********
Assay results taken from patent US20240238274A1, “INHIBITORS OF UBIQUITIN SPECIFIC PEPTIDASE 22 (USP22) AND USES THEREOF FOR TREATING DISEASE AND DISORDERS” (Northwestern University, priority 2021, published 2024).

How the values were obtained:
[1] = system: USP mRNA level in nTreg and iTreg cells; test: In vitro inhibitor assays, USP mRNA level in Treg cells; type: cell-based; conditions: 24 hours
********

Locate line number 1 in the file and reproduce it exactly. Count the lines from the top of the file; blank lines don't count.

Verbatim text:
Assay results taken from patent US20240238274A1, “INHIBITORS OF UBIQUITIN SPECIFIC PEPTIDASE 22 (USP22) AND USES THEREOF FOR TREATING DISEASE AND DISORDERS” (Northwestern University, priority 2021, published 2024).